Sweden and Allemansrätten

Why trespassing is welcomed in Sweden.

In a country filled with rule-abiding residents, it is quite interesting to learn that Sweden actually encourages people to trespass! Enter allemansrätten, the Right of Public Access.

With all of the forests, lakes, islands, and general open landscapes throughout Sweden, the residents here love to be outside and camp. And allemansrätten provides some legal protection to do just that! Allemansrätten allows anyone roam freely. For example, you are welcome to camp anywhere, swim or travel by boat in someone else’s waters, or cross through the countryside during a hike. You can think of it as freedom under responsibility.

This, of course, does not mean that you are welcome to pitch a tent in someone’s fenced-in backyard! However, you are welcome to pitch that tent out in the forest, even if it is technically owned by someone else. But if you are walking across or sleeping on someone’s land, be sure to keep a reasonable distance from houses, yards, gardens, and fenced-in areas.

Allemansrätten also allows you to pick mushrooms or berries in the forest, but be mindful if certain lands are vulnerable to damage. Similarly, the rules in national parks and nature reserves may also be different. Remember, you always need to tread carefully, respect nature, take pre-established paths, and generally leave no trace!

“Everyone shall have access to nature in accordance with the right of public access”

Swedish Constitution

From a young age, children will be found exploring parks and forests with school groups and many families fish, go berry picking, or hike in forests together. Like fika and lagom, allemansrätten is integrated into Sweden’s national identity.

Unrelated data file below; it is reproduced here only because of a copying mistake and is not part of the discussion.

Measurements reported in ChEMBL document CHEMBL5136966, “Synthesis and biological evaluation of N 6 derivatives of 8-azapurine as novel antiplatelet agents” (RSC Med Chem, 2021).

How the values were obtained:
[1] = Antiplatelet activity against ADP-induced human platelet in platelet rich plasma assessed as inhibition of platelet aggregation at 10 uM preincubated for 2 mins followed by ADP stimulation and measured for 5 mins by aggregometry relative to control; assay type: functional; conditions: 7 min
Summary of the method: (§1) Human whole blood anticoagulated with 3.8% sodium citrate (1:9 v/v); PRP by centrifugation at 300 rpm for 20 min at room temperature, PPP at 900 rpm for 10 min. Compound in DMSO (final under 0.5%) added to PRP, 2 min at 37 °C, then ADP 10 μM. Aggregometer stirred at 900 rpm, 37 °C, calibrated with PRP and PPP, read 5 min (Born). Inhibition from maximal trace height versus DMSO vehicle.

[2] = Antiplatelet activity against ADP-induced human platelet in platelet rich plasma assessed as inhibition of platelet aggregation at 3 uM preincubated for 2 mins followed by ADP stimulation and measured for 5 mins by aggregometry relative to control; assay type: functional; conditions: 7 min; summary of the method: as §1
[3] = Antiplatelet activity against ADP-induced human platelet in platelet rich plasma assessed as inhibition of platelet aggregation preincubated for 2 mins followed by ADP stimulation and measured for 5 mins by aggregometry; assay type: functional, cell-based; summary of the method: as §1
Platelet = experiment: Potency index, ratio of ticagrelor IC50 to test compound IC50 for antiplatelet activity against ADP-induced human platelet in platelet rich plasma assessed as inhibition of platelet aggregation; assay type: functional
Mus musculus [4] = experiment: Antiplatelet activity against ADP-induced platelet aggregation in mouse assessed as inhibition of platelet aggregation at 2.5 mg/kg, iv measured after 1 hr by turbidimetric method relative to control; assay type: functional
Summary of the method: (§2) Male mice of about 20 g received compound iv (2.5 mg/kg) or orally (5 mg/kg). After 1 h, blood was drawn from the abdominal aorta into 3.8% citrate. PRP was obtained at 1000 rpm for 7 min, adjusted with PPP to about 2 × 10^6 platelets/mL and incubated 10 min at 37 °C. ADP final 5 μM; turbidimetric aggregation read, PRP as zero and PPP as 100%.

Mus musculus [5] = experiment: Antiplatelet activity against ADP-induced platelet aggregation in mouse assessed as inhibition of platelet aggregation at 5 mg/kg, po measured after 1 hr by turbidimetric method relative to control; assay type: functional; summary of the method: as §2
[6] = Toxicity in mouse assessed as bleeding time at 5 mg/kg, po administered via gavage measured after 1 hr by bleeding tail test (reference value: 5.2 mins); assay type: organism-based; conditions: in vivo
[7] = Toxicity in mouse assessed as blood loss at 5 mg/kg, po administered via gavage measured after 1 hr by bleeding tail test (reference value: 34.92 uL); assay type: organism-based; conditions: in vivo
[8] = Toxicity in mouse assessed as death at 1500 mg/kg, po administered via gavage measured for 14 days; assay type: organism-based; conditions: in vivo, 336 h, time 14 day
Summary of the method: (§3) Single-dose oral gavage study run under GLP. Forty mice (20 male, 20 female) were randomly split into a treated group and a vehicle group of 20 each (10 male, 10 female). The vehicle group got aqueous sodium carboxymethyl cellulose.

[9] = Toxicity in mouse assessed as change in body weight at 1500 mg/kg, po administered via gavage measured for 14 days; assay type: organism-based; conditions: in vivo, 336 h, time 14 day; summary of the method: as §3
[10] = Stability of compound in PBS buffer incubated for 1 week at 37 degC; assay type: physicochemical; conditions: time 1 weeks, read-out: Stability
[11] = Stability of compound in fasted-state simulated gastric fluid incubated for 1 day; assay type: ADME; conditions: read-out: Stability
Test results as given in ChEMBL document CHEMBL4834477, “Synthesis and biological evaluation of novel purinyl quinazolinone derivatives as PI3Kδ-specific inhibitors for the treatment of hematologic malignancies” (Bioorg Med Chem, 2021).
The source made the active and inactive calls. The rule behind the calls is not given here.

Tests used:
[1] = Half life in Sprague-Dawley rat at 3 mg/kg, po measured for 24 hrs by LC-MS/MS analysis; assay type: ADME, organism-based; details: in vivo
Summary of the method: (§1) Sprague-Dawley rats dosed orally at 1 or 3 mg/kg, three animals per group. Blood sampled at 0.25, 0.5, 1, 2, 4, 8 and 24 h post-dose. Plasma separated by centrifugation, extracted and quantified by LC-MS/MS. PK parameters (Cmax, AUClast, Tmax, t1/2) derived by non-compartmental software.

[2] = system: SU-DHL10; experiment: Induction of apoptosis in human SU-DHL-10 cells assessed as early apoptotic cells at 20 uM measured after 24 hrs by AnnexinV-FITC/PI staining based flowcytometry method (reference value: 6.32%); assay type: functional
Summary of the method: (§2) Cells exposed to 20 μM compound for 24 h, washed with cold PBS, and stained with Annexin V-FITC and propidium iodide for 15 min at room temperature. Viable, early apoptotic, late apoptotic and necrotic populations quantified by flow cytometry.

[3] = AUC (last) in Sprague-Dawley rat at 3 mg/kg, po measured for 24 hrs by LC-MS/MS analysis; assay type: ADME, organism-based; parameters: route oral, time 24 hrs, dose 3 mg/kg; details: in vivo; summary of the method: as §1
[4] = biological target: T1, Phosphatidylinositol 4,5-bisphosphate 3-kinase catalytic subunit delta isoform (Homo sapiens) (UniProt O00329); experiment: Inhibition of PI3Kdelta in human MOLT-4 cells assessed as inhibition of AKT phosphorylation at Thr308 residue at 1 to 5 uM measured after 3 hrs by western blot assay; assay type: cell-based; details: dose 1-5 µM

Fun Facts:

  • Allemansrätten has been around legally in Sweden since the 1940s and was added to the constitution in 1994, but the concept is much older (since the Middle Ages!)
  • Similar laws are in many other countries too, such as Scotland, Finland, Iceland, Norway, Estonia, Latvia, Austria, Czech Republic, and Switzerland.
  • You are welcome to pitch a tent or even park a motor home on another person’s land for up to 24 hours! After that amount of time you will need the landowner’s permission to stay longer.
  • Chanterelles are known in Swedish as “the gold of the forest” and they are delicious and a late summer favorite of mine!
  • The Environmental Protection Agency in Sweden is Naturvårdsverket.

Tess’ Tips:

  • Respect any signs by landowners that ask you to stay off their private lands. There is always another way around. Or ask for special permission!
  • Allemansrätten does not necessarily protect the right to hunt, log, make fires, or drive off road vehicles. Do more research about the area you are in if you are interested in these activities.
  • Looking for some hiking trips? Find a trail (leden) in your area! Skåneleden is the trail nearest me, but they are all throughout Sweden. I’ve also hiked some of the Kungsleden in Abisko, which I will talk about in a post soon!

Hope you learned some new Swedishness today and I’ll see you in the next post!

Sources

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